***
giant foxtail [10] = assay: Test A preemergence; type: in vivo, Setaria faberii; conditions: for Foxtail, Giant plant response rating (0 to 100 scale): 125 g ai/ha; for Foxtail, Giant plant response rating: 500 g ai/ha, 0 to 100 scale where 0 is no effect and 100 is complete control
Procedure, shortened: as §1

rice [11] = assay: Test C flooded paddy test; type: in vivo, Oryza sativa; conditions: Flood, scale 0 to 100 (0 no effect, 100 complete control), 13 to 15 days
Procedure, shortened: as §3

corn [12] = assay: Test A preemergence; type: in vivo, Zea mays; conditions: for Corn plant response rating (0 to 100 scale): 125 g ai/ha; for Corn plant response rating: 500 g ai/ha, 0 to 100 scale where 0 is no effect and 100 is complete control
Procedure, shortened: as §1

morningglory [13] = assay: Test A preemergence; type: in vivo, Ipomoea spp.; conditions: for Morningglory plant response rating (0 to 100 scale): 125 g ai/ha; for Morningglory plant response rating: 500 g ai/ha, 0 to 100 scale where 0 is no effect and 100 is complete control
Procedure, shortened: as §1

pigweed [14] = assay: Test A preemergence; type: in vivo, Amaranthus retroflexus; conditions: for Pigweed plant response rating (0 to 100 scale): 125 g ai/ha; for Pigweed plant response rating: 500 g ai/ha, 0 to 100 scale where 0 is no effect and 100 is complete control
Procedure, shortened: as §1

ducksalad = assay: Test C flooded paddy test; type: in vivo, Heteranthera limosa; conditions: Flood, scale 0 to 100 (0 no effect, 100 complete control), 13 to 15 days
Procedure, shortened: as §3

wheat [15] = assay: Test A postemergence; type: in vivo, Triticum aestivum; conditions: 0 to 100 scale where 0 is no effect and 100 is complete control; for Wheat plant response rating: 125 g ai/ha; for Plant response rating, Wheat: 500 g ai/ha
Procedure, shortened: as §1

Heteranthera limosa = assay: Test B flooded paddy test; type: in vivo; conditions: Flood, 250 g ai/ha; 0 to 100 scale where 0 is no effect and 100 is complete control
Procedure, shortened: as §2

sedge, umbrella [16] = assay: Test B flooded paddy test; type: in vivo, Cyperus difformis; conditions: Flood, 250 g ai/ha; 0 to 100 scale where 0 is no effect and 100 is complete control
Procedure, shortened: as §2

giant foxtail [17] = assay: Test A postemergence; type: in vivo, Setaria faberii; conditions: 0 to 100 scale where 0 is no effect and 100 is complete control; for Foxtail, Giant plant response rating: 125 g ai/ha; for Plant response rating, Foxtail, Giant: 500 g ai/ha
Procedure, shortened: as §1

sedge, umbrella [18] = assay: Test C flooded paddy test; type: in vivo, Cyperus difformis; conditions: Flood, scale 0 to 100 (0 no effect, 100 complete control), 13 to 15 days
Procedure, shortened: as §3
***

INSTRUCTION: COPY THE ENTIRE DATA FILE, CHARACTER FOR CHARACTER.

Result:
giant foxtail [10] = assay: Test A preemergence; type: in vivo, Setaria faberii; conditions: for Foxtail, Giant plant response rating (0 to 100 scale): 125 g ai/ha; for Foxtail, Giant plant response rating: 500 g ai/ha, 0 to 100 scale where 0 is no effect and 100 is complete control
Procedure, shortened: as §1

rice [11] = assay: Test C flooded paddy test; type: in vivo, Oryza sativa; conditions: Flood, scale 0 to 100 (0 no effect, 100 complete control), 13 to 15 days
Procedure, shortened: as §3

corn [12] = assay: Test A preemergence; type: in vivo, Zea mays; conditions: for Corn plant response rating (0 to 100 scale): 125 g ai/ha; for Corn plant response rating: 500 g ai/ha, 0 to 100 scale where 0 is no effect and 100 is complete control
Procedure, shortened: as §1

morningglory [13] = assay: Test A preemergence; type: in vivo, Ipomoea spp.; conditions: for Morningglory plant response rating (0 to 100 scale): 125 g ai/ha; for Morningglory plant response rating: 500 g ai/ha, 0 to 100 scale where 0 is no effect and 100 is complete control
Procedure, shortened: as §1

pigweed [14] = assay: Test A preemergence; type: in vivo, Amaranthus retroflexus; conditions: for Pigweed plant response rating (0 to 100 scale): 125 g ai/ha; for Pigweed plant response rating: 500 g ai/ha, 0 to 100 scale where 0 is no effect and 100 is complete control
Procedure, shortened: as §1

ducksalad = assay: Test C flooded paddy test; type: in vivo, Heteranthera limosa; conditions: Flood, scale 0 to 100 (0 no effect, 100 complete control), 13 to 15 days
Procedure, shortened: as §3

wheat [15] = assay: Test A postemergence; type: in vivo, Triticum aestivum; conditions: 0 to 100 scale where 0 is no effect and 100 is complete control; for Wheat plant response rating: 125 g ai/ha; for Plant response rating, Wheat: 500 g ai/ha
Procedure, shortened: as §1

Heteranthera limosa = assay: Test B flooded paddy test; type: in vivo; conditions: Flood, 250 g ai/ha; 0 to 100 scale where 0 is no effect and 100 is complete control
Procedure, shortened: as §2

sedge, umbrella [16] = assay: Test B flooded paddy test; type: in vivo, Cyperus difformis; conditions: Flood, 250 g ai/ha; 0 to 100 scale where 0 is no effect and 100 is complete control
Procedure, shortened: as §2

giant foxtail [17] = assay: Test A postemergence; type: in vivo, Setaria faberii; conditions: 0 to 100 scale where 0 is no effect and 100 is complete control; for Foxtail, Giant plant response rating: 125 g ai/ha; for Plant response rating, Foxtail, Giant: 500 g ai/ha
Procedure, shortened: as §1

sedge, umbrella [18] = assay: Test C flooded paddy test; type: in vivo, Cyperus difformis; conditions: Flood, scale 0 to 100 (0 no effect, 100 complete control), 13 to 15 days
Procedure, shortened: as §3